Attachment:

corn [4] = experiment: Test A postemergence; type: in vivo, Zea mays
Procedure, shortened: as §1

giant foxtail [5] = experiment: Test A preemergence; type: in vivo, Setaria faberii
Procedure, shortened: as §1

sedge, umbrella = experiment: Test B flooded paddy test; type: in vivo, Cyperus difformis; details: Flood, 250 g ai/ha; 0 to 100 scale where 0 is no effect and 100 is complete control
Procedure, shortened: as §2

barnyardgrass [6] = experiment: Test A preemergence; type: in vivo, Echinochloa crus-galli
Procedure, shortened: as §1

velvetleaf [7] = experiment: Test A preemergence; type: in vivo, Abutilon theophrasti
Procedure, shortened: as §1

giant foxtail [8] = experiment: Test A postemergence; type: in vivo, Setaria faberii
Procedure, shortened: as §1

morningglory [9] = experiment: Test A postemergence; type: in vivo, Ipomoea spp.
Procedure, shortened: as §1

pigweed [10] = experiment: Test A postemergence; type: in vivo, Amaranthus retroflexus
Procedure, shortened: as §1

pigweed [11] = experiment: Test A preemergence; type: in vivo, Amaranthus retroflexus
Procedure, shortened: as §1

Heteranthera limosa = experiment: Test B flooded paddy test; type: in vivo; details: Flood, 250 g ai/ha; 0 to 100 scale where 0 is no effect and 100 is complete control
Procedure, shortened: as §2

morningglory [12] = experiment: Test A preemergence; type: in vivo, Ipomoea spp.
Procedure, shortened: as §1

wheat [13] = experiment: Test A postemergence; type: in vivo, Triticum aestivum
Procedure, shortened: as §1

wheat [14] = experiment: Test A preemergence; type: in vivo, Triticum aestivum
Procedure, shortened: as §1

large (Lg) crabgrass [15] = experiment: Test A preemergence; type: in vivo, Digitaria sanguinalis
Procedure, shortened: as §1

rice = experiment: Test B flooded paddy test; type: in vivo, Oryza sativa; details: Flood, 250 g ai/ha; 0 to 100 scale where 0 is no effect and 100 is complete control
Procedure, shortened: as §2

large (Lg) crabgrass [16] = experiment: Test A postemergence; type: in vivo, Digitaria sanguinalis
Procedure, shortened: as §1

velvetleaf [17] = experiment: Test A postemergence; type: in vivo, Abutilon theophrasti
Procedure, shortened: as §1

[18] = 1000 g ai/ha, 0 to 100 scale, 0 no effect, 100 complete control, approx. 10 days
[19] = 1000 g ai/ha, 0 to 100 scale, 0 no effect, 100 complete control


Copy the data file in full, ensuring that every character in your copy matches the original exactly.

corn [4] = experiment: Test A postemergence; type: in vivo, Zea mays
Procedure, shortened: as §1

giant foxtail [5] = experiment: Test A preemergence; type: in vivo, Setaria faberii
Procedure, shortened: as §1

sedge, umbrella = experiment: Test B flooded paddy test; type: in vivo, Cyperus difformis; details: Flood, 250 g ai/ha; 0 to 100 scale where 0 is no effect and 100 is complete control
Procedure, shortened: as §2

barnyardgrass [6] = experiment: Test A preemergence; type: in vivo, Echinochloa crus-galli
Procedure, shortened: as §1

velvetleaf [7] = experiment: Test A preemergence; type: in vivo, Abutilon theophrasti
Procedure, shortened: as §1

giant foxtail [8] = experiment: Test A postemergence; type: in vivo, Setaria faberii
Procedure, shortened: as §1

morningglory [9] = experiment: Test A postemergence; type: in vivo, Ipomoea spp.
Procedure, shortened: as §1

pigweed [10] = experiment: Test A postemergence; type: in vivo, Amaranthus retroflexus
Procedure, shortened: as §1

pigweed [11] = experiment: Test A preemergence; type: in vivo, Amaranthus retroflexus
Procedure, shortened: as §1

Heteranthera limosa = experiment: Test B flooded paddy test; type: in vivo; details: Flood, 250 g ai/ha; 0 to 100 scale where 0 is no effect and 100 is complete control
Procedure, shortened: as §2

morningglory [12] = experiment: Test A preemergence; type: in vivo, Ipomoea spp.
Procedure, shortened: as §1

wheat [13] = experiment: Test A postemergence; type: in vivo, Triticum aestivum
Procedure, shortened: as §1

wheat [14] = experiment: Test A preemergence; type: in vivo, Triticum aestivum
Procedure, shortened: as §1

large (Lg) crabgrass [15] = experiment: Test A preemergence; type: in vivo, Digitaria sanguinalis
Procedure, shortened: as §1

rice = experiment: Test B flooded paddy test; type: in vivo, Oryza sativa; details: Flood, 250 g ai/ha; 0 to 100 scale where 0 is no effect and 100 is complete control
Procedure, shortened: as §2

large (Lg) crabgrass [16] = experiment: Test A postemergence; type: in vivo, Digitaria sanguinalis
Procedure, shortened: as §1

velvetleaf [17] = experiment: Test A postemergence; type: in vivo, Abutilon theophrasti
Procedure, shortened: as §1

[18] = 1000 g ai/ha, 0 to 100 scale, 0 no effect, 100 complete control, approx. 10 days
[19] = 1000 g ai/ha, 0 to 100 scale, 0 no effect, 100 complete control